J Blood Med 2016 21;7:199-204. Epub 2016 Sep 21.
Department of Internal Medicine, Eastern Virginia Medical School; Department of Pathology, Eastern Virginia Medical School; Department of Pathology, Sentara Norfolk General Hospital, Norfolk, VA, USA.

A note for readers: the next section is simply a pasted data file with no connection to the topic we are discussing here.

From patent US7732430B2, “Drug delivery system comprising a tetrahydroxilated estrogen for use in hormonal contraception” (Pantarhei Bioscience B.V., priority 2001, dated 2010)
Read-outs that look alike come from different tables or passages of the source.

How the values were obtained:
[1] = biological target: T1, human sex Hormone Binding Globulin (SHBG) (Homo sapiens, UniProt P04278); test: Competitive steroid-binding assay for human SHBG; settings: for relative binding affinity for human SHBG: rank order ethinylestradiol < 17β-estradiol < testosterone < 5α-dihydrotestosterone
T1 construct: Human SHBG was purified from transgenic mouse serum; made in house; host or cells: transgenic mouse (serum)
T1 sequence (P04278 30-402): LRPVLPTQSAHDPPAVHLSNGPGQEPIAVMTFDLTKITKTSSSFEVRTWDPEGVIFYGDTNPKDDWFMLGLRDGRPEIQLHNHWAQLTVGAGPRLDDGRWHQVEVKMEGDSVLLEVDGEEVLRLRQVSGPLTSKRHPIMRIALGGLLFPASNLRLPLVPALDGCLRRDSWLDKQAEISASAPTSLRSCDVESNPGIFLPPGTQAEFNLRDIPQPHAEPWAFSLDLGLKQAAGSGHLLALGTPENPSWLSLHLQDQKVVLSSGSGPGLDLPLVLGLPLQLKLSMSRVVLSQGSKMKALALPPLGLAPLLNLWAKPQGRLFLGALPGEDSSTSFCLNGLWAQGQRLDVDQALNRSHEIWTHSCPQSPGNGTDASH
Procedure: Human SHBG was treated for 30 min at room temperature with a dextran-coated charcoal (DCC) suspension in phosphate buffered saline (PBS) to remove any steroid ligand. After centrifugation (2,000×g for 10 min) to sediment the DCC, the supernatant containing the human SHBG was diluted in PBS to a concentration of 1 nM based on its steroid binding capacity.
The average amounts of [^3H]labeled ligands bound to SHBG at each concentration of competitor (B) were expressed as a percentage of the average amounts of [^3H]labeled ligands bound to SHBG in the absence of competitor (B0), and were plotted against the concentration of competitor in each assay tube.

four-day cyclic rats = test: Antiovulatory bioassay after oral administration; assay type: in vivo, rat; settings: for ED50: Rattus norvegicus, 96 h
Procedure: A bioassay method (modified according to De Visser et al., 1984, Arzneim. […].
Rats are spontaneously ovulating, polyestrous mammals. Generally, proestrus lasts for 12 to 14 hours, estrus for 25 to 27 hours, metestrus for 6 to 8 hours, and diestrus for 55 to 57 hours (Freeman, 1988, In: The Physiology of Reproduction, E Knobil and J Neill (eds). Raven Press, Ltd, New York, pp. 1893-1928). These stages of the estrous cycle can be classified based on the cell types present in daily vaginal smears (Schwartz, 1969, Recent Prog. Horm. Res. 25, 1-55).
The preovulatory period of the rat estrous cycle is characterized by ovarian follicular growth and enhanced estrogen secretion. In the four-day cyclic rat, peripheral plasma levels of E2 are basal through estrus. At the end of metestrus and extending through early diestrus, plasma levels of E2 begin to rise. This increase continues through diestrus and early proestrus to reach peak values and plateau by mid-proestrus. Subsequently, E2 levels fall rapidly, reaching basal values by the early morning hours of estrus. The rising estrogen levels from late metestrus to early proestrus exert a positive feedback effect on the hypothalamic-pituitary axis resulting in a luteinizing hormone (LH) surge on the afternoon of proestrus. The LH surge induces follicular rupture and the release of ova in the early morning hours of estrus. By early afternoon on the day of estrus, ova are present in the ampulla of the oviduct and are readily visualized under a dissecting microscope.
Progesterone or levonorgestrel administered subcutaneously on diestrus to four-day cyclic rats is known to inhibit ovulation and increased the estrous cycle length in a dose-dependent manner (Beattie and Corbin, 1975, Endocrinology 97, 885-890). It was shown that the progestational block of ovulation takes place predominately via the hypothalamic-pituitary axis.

A current focus of transfusion medicine is a judicious strategy in transfusion of blood products. Unfortunately, our ability to predict hemoglobin (Hgb) response to transfusion has been limited. The objective of this study was to determine variability of response to red blood cell transfusion and to predict which patients will have an Hgb rise higher or lower than that predicted by the long-standing convention of "one and three". This was a retrospective chart review in a single hospital. Data for 167 consecutive patient encounters were reviewed. The dataset was randomly divided into derivation and validation subsets with no significant differences in characteristics. DeltaHgb was defined as posttransfusion Hgb minus pre-transfusion Hgb per red blood cell unit. We classified all the patients in both the subsets as "high responders" (DeltaHgb >1 g/dL) or as "low responders" (DeltaHgb ≤1 g/dL). In univariate analysis, age, sex, body weight, estimated blood volume, and body surface area were significantly associated with response category (<0.05). Different multivariate regression models were tested using the derivation subset. The probability of being a high responder was best calculated using the logarithmic formula / (1 + ), where H is B + (B × variable 1) + (B × variable 2). Bs are coefficients of the models. On validation, the model H=6.5-(3.3 × body surface area), with the cutoff probability of 0.5, was found to correctly classify patients into high and low responders in 69% of cases (sensitivity 84.6%, specificity 43.8%). This model may equip clinicians to make more appropriate transfusion decisions and serve as a springboard for further research in transfusion medicine.